Definition of Treated Wood as referenced in this article:  Treated wood refers to wood industrially pressure-treated with arsenic and chromium (chromated copper arsenate or CCA). Copper acts as a fungicide, arsenate (a form of arsenic) acts as a pesticide, and cromium binds these chemicals to the wood. The pressure-treating process involves applying these chemicals to the wood and then subjecting the wood to high pressure.  On December 31, 2003 the US wood treatment industry stopped treating residential lumber with CCA.  This was a voluntary agreement the industry made with the EPA.  CCA was replaced with copper-based pesticides except for some industrial uses.


Note:  Loving Garland Green will not be using treated wood at the Garland Community Garden to make the frames for the raised beds as that is part of our agreement.  



Those Most At Risk

From all the research that I've read, the greatest hazard from this treated wood is endured by workers who treat the wood day after day in factories where it is processed, and those who handle it at lumber yards day after day. Again, this is my opinion. Each individual will have to make their own determination. In case you haven't noticed, we live in a "buyer beware" environment that behooves all of us to pay close attention to the products we purchase and use.

Arsenic, one of the components of CCA, is a known human carcinogen.  Thus it could be argued that reduction of any exposure to arsenic is advisable.  But when estimating the risks that a chemical can pose, one should consider two main factors: toxicity and exposure. (Of course, the health and age of the person exposed are also key factors with children, the elderly and the infirm being more susceptible to harm from exposure to toxic chemicals.)  Toxicity are the harmful effects the chemical may cause.  Some chemicals are more toxic than others. Exposure is the dose received.  Of course, the smaller the dose the less the harmful impact on the organism.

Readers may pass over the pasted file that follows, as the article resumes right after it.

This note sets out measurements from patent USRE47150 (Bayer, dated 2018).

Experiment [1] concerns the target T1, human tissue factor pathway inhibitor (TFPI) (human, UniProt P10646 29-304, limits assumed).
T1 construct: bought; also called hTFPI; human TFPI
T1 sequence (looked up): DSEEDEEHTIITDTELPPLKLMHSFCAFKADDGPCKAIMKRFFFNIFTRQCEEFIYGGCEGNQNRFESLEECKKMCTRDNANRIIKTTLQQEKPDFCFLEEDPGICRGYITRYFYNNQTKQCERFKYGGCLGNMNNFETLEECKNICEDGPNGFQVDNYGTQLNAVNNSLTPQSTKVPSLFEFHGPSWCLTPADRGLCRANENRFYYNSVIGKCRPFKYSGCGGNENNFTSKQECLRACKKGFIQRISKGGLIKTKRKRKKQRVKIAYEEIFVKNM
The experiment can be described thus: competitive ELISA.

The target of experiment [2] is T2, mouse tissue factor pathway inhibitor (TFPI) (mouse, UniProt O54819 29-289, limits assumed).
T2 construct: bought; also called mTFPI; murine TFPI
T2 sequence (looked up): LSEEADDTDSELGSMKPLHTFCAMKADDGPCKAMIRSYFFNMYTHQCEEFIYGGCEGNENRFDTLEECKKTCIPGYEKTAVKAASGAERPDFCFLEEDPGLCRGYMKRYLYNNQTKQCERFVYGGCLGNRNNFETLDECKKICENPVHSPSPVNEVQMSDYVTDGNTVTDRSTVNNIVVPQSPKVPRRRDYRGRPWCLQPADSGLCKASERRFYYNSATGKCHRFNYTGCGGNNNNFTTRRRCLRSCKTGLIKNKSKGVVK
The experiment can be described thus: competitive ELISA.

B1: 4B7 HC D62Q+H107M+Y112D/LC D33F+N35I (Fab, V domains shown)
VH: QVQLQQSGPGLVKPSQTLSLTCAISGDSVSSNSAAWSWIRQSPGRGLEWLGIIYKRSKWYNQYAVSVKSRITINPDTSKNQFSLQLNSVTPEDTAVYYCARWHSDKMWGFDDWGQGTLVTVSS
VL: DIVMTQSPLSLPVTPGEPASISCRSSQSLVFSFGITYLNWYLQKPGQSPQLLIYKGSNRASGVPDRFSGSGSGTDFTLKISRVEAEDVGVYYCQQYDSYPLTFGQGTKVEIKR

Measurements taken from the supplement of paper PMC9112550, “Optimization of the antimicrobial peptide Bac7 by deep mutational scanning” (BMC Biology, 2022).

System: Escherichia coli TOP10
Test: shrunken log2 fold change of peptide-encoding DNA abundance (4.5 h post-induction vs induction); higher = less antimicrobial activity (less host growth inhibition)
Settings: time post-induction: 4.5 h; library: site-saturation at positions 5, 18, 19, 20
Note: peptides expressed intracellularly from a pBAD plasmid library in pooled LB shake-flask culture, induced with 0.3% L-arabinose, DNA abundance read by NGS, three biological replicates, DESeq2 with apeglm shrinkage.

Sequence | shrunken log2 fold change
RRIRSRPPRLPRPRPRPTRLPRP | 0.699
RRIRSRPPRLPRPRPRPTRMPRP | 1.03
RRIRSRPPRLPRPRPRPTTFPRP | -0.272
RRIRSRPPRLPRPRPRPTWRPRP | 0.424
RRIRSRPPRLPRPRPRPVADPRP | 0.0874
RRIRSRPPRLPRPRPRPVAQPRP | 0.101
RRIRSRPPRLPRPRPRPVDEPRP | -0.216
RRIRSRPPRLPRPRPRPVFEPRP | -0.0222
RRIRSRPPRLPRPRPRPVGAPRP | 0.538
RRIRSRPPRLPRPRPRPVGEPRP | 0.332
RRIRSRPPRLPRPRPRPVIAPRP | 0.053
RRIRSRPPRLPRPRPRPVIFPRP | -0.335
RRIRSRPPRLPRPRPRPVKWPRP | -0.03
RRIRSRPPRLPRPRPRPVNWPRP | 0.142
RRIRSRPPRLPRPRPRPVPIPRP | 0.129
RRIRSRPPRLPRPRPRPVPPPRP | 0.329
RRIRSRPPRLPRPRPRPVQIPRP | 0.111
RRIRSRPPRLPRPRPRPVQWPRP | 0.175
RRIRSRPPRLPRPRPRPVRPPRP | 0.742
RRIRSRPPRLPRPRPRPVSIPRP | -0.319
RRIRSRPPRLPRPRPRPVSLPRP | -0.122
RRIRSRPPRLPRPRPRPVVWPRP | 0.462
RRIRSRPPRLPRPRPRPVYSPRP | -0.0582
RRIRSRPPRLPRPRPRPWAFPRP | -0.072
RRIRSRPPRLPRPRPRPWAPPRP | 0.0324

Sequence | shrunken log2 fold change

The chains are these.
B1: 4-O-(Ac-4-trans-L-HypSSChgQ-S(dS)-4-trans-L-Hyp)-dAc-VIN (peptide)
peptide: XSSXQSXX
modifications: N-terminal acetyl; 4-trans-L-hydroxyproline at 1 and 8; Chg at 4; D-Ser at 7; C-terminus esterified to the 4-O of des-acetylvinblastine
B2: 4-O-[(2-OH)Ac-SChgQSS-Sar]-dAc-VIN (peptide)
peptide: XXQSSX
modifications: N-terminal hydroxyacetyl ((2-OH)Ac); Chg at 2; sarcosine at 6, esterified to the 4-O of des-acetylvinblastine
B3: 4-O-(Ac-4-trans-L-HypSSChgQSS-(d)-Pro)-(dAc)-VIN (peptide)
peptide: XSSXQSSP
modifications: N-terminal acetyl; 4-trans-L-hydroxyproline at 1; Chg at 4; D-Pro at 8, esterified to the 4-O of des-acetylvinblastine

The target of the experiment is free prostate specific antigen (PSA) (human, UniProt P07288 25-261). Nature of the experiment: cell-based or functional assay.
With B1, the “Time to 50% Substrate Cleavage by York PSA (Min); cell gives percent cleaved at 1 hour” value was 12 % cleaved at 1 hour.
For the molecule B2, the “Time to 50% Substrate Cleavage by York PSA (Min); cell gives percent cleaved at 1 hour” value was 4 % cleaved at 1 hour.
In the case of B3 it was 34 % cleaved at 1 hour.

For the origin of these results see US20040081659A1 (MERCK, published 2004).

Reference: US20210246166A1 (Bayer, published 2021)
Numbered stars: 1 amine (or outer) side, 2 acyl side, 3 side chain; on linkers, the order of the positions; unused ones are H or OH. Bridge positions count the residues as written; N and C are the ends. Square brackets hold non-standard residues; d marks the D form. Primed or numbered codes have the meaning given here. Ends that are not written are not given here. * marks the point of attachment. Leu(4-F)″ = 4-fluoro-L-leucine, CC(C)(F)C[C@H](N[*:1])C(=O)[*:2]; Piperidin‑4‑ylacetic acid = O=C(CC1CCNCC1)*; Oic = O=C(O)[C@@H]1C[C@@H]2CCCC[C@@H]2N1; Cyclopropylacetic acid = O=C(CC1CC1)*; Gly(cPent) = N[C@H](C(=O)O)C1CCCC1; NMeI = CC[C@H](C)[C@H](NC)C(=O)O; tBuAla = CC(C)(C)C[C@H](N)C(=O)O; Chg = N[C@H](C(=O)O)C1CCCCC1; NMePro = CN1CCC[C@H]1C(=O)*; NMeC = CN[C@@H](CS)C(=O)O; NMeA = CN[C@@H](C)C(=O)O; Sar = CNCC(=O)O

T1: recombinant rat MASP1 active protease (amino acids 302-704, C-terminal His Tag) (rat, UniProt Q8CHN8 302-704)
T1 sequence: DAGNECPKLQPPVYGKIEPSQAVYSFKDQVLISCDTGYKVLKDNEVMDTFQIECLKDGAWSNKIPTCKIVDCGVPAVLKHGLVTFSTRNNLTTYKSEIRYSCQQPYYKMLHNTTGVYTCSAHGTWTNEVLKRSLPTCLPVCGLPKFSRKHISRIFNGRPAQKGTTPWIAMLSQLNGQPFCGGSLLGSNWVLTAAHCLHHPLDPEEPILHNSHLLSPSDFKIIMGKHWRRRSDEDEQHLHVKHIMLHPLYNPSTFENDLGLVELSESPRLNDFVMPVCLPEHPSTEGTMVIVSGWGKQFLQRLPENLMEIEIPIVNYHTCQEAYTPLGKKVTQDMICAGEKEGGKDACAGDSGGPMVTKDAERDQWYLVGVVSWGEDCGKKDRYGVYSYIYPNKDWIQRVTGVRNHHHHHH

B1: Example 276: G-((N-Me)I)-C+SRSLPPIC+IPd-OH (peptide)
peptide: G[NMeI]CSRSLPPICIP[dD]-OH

Types of Arsenic: Organic and Inorganic

If carbon is part of the combination, then the arsenic is considered organic.  The arsenate used in wood treatment is inorganic and is more likely to accumulate in living tissues and impair metabolism.  Organic arsenic (carbon based) doesn't appear to do this and we excrete most of it before it does any harm.

We typically eat from 25 to 50 micrograms of organic arsenic a day. (A microgram is a millionth of a gram.)  Low levels of arsenic are in everything we eat.  Shellfish is one common source of organic arsenic.

How Much Inorganic Arsenic Can we Ingest Safely?

According to the Agency for Toxic Substances and Diseases Registry (ATSDR) in Atlanta, we can ingest up to 0.3 micrograms of inorganic arsenic per kilogram of body weight per day and not be harmed. The average American woman, who weighs 132 lb. or 60 kg., would have to eat more than 18 micrograms daily all her life to see any ill effects. Before you get alarmed, remember this is inorganic arsenic we are talking about, not the organic types predominant in our diet. And, an ATSDR spokesperson pointed out, 0.3 microgram is a low estimate for the maximum tolerable dose.

Precautions to Take When Handling CCA Treated Wood

Refer to this EPA information sheet.


If you do choose to use pressure treated wood in your garden there are some precautions you can take:

  • Once a year apply a penetrating type coating to the wood.  Oil or water-based stains that can penetate the wood are recommended.
  • Apply a ground cover such as sand or tire chips around a child's playground set built with pressure treated wood to minimize exposure to arsenic that leaches. Arsenic readily washes through ground covers to the underlying soil.  (Of course, at some point in time the soil may need to be removed if the playset is removed and the soil is exposed again.)


Inorganic arsenic can also be in soil as a leftover from the days when arsenic was an approved pesticide. If you have any doubts regarding the quality of the soil in which you are growing food, get the soil tested.  Here is the link to the Texas A&M Agrilife Extension Service--a great source for those of us who live in North Texas.

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